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Background: Tamoxifen is an oestrogen receptor modulator that is widely used for the treatment of early stage breast cancer and reduction of recurrences. Tamoxifen is also used as a powerful research tool for controlling gene expression in the context of the Cre/loxP site-specific recombination system in conditional mutant mice.

Methods: To determine whether the administration of tamoxifen affects Plasmodium growth and/or disease outcome in malaria, in vitro studies assessing the effect of tamoxifen and its active metabolite 4-hydroxytamoxifen on Plasmodium falciparum blood stages were performed. Tamoxifen effects were also evaluated in vivo treating C57/B6 mice infected with Plasmodium berghei (ANKA strain), which is the standard animal model for the study of cerebral malaria.

Results: Tamoxifen and its active metabolite, 4-hydroxytamoxifen, show activity in vitro against P. falciparum (16.7 to 5.8 μM IC50, respectively). This activity was also confirmed in tamoxifen-treated mice infected with P. berghei, which show lower levels of parasitaemia and do not develop signs of cerebral malaria, compared to control mice. Mice treated with tamoxifen for 1 week and left untreated for an additional week before infection showed similar parasitaemia levels and signs of cerebral malaria as control untreated mice.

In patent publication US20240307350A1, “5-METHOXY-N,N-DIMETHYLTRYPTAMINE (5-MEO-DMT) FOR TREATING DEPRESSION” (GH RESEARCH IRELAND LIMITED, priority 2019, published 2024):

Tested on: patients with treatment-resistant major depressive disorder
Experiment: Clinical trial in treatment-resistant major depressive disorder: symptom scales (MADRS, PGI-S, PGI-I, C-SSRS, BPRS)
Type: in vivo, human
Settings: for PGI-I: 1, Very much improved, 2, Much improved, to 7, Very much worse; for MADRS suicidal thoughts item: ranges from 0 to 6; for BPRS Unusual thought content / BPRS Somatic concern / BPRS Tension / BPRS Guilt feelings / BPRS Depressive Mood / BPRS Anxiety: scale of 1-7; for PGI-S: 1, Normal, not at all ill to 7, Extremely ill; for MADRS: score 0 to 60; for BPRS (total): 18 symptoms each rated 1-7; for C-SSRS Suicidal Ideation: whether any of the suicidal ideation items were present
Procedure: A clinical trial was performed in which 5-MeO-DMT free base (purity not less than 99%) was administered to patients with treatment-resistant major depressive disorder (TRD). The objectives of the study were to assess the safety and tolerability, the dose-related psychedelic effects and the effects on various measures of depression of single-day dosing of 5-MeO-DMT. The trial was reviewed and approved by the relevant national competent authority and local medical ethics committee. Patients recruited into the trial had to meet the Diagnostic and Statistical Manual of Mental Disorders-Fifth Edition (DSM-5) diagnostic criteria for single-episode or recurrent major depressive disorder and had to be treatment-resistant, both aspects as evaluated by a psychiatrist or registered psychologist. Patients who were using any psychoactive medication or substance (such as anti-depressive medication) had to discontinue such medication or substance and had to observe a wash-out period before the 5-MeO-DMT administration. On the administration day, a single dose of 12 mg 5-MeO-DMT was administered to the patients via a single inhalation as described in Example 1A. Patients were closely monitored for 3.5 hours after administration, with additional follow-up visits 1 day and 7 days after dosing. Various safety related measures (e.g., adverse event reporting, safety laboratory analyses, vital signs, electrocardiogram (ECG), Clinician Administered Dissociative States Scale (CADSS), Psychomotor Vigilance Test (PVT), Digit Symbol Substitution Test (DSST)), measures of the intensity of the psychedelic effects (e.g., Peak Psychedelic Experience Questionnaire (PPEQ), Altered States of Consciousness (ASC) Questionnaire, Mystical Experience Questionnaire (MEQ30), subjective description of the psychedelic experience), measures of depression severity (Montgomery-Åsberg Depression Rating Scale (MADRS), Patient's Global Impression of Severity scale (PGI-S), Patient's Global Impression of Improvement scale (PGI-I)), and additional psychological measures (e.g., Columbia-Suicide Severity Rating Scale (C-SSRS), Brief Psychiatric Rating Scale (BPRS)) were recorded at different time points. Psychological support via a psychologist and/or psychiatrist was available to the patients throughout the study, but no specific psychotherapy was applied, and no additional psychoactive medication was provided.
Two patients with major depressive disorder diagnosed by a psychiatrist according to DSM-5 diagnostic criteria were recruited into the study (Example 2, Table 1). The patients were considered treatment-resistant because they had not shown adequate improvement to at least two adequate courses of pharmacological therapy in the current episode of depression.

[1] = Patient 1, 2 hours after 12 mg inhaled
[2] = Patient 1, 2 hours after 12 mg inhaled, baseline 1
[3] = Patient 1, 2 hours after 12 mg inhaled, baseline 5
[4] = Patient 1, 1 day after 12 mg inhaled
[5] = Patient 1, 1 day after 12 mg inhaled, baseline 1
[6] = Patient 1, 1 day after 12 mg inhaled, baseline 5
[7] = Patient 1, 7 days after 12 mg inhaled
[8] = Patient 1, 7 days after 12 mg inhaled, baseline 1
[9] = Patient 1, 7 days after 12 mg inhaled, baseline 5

Conclusions: Tamoxifen and its active metabolite, 4-hydroxytamoxifen, have significant activity against the human parasite P. falciparum in vitro and the rodent parasite P. berghei in vivo. This activity may be useful for prevention of malaria in patients taking this drug chronically, but also represents a major problem for scientists using the conditional mutagenic Cre/LoxP system in the setting of rodent malaria. Allowing mice to clear tamoxifen before starting a Plasmodium infection allows the use the Cre/LoxP conditional mutagenic system to investigate gene function in specific tissues.


This work was originally published in Malaria Journal, available at 

This article is distributed under the terms of the Creative Commons Attribution 4.0 International License (



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